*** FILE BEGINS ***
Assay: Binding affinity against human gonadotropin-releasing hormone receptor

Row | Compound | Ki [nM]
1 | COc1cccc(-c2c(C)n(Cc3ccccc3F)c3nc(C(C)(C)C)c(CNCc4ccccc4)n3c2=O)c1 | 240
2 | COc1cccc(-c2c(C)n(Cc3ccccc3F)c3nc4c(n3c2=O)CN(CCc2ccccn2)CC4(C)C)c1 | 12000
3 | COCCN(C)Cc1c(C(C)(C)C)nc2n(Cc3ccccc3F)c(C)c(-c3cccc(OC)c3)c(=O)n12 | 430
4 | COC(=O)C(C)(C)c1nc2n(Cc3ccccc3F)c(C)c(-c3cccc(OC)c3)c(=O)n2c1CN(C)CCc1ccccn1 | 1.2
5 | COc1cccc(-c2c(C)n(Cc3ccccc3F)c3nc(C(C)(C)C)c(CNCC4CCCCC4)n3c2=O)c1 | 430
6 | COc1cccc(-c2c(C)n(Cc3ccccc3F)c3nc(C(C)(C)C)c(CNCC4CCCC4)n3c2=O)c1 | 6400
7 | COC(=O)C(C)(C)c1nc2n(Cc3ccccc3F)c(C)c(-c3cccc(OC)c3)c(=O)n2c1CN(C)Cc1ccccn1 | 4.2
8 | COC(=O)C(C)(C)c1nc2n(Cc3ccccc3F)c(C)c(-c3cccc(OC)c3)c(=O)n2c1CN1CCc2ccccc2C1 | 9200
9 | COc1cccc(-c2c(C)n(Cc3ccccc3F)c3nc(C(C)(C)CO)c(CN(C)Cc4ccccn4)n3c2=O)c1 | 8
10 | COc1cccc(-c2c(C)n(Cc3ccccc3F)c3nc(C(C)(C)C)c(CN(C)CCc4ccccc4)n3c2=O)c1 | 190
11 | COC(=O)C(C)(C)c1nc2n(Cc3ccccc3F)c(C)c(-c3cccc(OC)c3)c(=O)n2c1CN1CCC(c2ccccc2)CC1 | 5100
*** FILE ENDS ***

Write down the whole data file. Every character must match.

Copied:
Assay: Binding affinity against human gonadotropin-releasing hormone receptor

Row | Compound | Ki [nM]
1 | COc1cccc(-c2c(C)n(Cc3ccccc3F)c3nc(C(C)(C)C)c(CNCc4ccccc4)n3c2=O)c1 | 240
2 | COc1cccc(-c2c(C)n(Cc3ccccc3F)c3nc4c(n3c2=O)CN(CCc2ccccn2)CC4(C)C)c1 | 12000
3 | COCCN(C)Cc1c(C(C)(C)C)nc2n(Cc3ccccc3F)c(C)c(-c3cccc(OC)c3)c(=O)n12 | 430
4 | COC(=O)C(C)(C)c1nc2n(Cc3ccccc3F)c(C)c(-c3cccc(OC)c3)c(=O)n2c1CN(C)CCc1ccccn1 | 1.2
5 | COc1cccc(-c2c(C)n(Cc3ccccc3F)c3nc(C(C)(C)C)c(CNCC4CCCCC4)n3c2=O)c1 | 430
6 | COc1cccc(-c2c(C)n(Cc3ccccc3F)c3nc(C(C)(C)C)c(CNCC4CCCC4)n3c2=O)c1 | 6400
7 | COC(=O)C(C)(C)c1nc2n(Cc3ccccc3F)c(C)c(-c3cccc(OC)c3)c(=O)n2c1CN(C)Cc1ccccn1 | 4.2
8 | COC(=O)C(C)(C)c1nc2n(Cc3ccccc3F)c(C)c(-c3cccc(OC)c3)c(=O)n2c1CN1CCc2ccccc2C1 | 9200
9 | COc1cccc(-c2c(C)n(Cc3ccccc3F)c3nc(C(C)(C)CO)c(CN(C)Cc4ccccn4)n3c2=O)c1 | 8
10 | COc1cccc(-c2c(C)n(Cc3ccccc3F)c3nc(C(C)(C)C)c(CN(C)CCc4ccccc4)n3c2=O)c1 | 190
11 | COC(=O)C(C)(C)c1nc2n(Cc3ccccc3F)c(C)c(-c3cccc(OC)c3)c(=O)n2c1CN1CCC(c2ccccc2)CC1 | 5100